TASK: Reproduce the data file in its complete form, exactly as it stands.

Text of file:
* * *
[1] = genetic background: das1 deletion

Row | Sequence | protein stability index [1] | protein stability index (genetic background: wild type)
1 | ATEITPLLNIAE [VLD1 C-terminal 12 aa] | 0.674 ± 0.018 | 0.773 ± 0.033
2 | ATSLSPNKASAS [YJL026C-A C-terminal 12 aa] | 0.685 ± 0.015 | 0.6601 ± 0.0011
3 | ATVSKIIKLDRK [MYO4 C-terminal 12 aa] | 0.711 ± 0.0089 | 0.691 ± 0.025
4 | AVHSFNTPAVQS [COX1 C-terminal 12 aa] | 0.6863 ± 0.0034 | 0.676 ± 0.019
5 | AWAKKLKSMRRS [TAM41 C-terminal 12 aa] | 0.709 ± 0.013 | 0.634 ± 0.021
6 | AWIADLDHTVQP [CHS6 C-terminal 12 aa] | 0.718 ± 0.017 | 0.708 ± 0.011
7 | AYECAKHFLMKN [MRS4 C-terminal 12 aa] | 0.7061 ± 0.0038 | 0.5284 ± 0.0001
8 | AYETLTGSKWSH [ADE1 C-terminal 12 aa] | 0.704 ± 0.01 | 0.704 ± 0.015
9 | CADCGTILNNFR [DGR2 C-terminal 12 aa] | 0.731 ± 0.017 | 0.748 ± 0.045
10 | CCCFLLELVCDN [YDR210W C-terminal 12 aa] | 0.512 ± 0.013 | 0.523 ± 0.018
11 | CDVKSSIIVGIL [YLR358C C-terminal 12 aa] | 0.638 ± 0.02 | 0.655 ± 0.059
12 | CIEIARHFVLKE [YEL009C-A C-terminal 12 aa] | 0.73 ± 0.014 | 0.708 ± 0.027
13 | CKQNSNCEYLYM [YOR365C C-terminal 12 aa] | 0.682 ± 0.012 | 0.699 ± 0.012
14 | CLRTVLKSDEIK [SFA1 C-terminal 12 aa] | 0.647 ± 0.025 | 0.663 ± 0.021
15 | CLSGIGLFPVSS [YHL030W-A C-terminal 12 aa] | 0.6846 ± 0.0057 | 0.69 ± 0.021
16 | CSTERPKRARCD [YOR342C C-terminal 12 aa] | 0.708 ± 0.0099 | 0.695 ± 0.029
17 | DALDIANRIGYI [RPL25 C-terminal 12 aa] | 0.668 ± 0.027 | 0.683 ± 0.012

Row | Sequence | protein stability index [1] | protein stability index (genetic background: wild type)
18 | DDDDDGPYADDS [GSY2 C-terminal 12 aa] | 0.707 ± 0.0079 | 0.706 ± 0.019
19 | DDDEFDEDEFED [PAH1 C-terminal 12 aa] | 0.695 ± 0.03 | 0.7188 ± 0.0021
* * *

[1] = genetic background: das1 deletion

Row | Sequence | protein stability index [1] | protein stability index (genetic background: wild type)
1 | ATEITPLLNIAE [VLD1 C-terminal 12 aa] | 0.674 ± 0.018 | 0.773 ± 0.033
2 | ATSLSPNKASAS [YJL026C-A C-terminal 12 aa] | 0.685 ± 0.015 | 0.6601 ± 0.0011
3 | ATVSKIIKLDRK [MYO4 C-terminal 12 aa] | 0.711 ± 0.0089 | 0.691 ± 0.025
4 | AVHSFNTPAVQS [COX1 C-terminal 12 aa] | 0.6863 ± 0.0034 | 0.676 ± 0.019
5 | AWAKKLKSMRRS [TAM41 C-terminal 12 aa] | 0.709 ± 0.013 | 0.634 ± 0.021
6 | AWIADLDHTVQP [CHS6 C-terminal 12 aa] | 0.718 ± 0.017 | 0.708 ± 0.011
7 | AYECAKHFLMKN [MRS4 C-terminal 12 aa] | 0.7061 ± 0.0038 | 0.5284 ± 0.0001
8 | AYETLTGSKWSH [ADE1 C-terminal 12 aa] | 0.704 ± 0.01 | 0.704 ± 0.015
9 | CADCGTILNNFR [DGR2 C-terminal 12 aa] | 0.731 ± 0.017 | 0.748 ± 0.045
10 | CCCFLLELVCDN [YDR210W C-terminal 12 aa] | 0.512 ± 0.013 | 0.523 ± 0.018
11 | CDVKSSIIVGIL [YLR358C C-terminal 12 aa] | 0.638 ± 0.02 | 0.655 ± 0.059
12 | CIEIARHFVLKE [YEL009C-A C-terminal 12 aa] | 0.73 ± 0.014 | 0.708 ± 0.027
13 | CKQNSNCEYLYM [YOR365C C-terminal 12 aa] | 0.682 ± 0.012 | 0.699 ± 0.012
14 | CLRTVLKSDEIK [SFA1 C-terminal 12 aa] | 0.647 ± 0.025 | 0.663 ± 0.021
15 | CLSGIGLFPVSS [YHL030W-A C-terminal 12 aa] | 0.6846 ± 0.0057 | 0.69 ± 0.021
16 | CSTERPKRARCD [YOR342C C-terminal 12 aa] | 0.708 ± 0.0099 | 0.695 ± 0.029
17 | DALDIANRIGYI [RPL25 C-terminal 12 aa] | 0.668 ± 0.027 | 0.683 ± 0.012

Row | Sequence | protein stability index [1] | protein stability index (genetic background: wild type)
18 | DDDDDGPYADDS [GSY2 C-terminal 12 aa] | 0.707 ± 0.0079 | 0.706 ± 0.019
19 | DDDEFDEDEFED [PAH1 C-terminal 12 aa] | 0.695 ± 0.03 | 0.7188 ± 0.0021